- Melina Paris
By Melina Paris, Contributing Writer
Across cultures and time, humans have had an appreciation of and connection with dance. Language does not limit dance. There are no boundaries to it; it only requires an open mind and imagination. Grand Performances recently broke the boundaries of imagination.
In No Side Now: Dance that Abandons Boundaries on Aug. 4 at Grand Performances, four artists’ visions and works are connected into a cohesive and stunning production. The pieces drew on movement styles from broad sources including street dance, studio practices and girlhood games.
Choreographer Milka Djordjevich’s Anthem questions contemporary dance’s tendency towards neutrality, authenticity and the desexualization of the female body. Four women costumed in pants performed a dance that began, although fluid in form, with restraint. They danced in unison in lines and circles repetitively.
They moved switching their hands back and forth, from their frontal regions where their hips and thighs met and then back onto their buttocks. This was the dance’s foundation. It escalated to rhythmic chest patting, hand clapping and paddy cake with alternating partners. The dancers tackled multiple contradictory tasks, embracing the performance of invented female persona. Their continuous movements amplified the dance with increasingly elaborate configurations. Anthem ultimately transitioned into full-blown jazz dancing vivacity complete with an original score by Chris Peck.
Micaela Taylor’s Popmadness
Micaela Taylor with her company, The TL Collective, have a reputation for precision and a distinctive movement style that blends contemporary dance with theatrical hip-hop.
Much of this piece was fueled by sharp techno and synth-rich music. But it had a whole lot of soul, too. The dancers’ bodies were precision instruments, yet they embodied liberation. It was a performance, the energy of which you couldn’t take your eyes off.
They created a synthesis of shape, line and gesture. Popmadness was alive with popping and jazz dancing, character-driven theatrics and ferocious funkiness. The dancers were simultaneously robotic and sensuous while personifying the inventiveness of a new generation of dancers in a world of complexity and opportunity.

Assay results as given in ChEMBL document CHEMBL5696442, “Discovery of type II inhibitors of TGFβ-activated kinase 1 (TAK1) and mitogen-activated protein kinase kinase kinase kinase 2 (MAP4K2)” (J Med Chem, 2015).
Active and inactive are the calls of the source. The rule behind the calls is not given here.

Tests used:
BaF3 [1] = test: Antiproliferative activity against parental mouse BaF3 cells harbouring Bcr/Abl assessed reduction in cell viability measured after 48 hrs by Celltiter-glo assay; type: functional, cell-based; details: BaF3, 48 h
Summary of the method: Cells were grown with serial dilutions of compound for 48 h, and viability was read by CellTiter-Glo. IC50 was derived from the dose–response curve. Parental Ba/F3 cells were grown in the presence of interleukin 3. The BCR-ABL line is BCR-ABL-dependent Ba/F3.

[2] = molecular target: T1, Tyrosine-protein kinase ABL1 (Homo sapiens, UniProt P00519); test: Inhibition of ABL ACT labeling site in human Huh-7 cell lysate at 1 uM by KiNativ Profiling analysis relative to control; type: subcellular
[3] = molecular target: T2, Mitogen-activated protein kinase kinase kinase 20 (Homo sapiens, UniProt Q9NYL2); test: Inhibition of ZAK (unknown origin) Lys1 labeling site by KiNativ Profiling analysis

Amy O’Neal’s Opposing Forces: Solo Remix
This solo piece re-examines Amy O’Neal’s most recent group work, Opposing Forces, developed in collaboration with a company of b-boys.
After enjoying a multi-city U.S. tour, O’Neal altered her original choreography. It went through an evolution toward self-mastery. The piece originally confronted fears of the feminine in the masculine world of break dance via a solo that travels through the complexities of physical, cultural and creative power.
O’Neal hit the stage all in black and her face covered with a hoody. She stayed close to the ground for much of the performance. The screen behind her illuminated the dark stage with two rays of light forming an “X” and then, purple haze with soft pink in the center.
With mind-blowing skill, O’Neal captured the full gamut of dance. She moved seamlessly between balletic effervescence and technical jazz — Broadway hallmarks. She even presented a subtle encapsulation of post-modern and flowed right into isolation, hip-hop and breaking.
Her movements coupled with her black clothing made O’Neal serpentine — a black cord of energy traversing different landscapes.
d. Sabela grimes Electrogynous
A description of d. Sabela grimes’ works offers a look into the depth of his piece, Electrogynous:
d. Sabela [grimes’] … interdisciplinary performances reveal physical and meta-physical efficacies of Afro-Diasporic cultural practices. His AfroFuturistic dance theater projects consider invisibilized histories and grapple with constructed notions of masculinity and manhood, while conceiving a womynist consciousness.
Electrogynous could be a theatrical work with its dramatic clarity.
The five-person troupe, choreographed by d. Sabela grimes, entered a dimly lit stage. They wore strings of electric lights around their necks like nooses. One dancer repeated, “I.”
The powerful entrance pointed to the range and depth of what was to come. The piece covered far-reaching past and future of black identity, expressed through soundscapes, video and spoken word. It countered historically imposed notions of femininity and masculinity.
The poetry was as astounding as the dance.
She be darker than her silhouette’s
God’s home brew, ocean of soul
hair full of Coltrane notes.
The finale was performed to a remix of Bob Marley’s Exodus. This powerfully expressed piece was a narrative. They danced under a pyramid, through sparring movements into elegant kinetics exemplifying a hard fought and spiritual journey to the lyric, “wipe away transgressions” to “move,” fusing hand claps, deeply funky hip-hop and jazz dancing.
The end of the performance was highlighted with a few words from a performer expressing a self-awareness through a source of higher power:
“I come. Eternal harvest reaper of no things grim. I, self-law and master, bear witness to the evidence of language, independent of words.”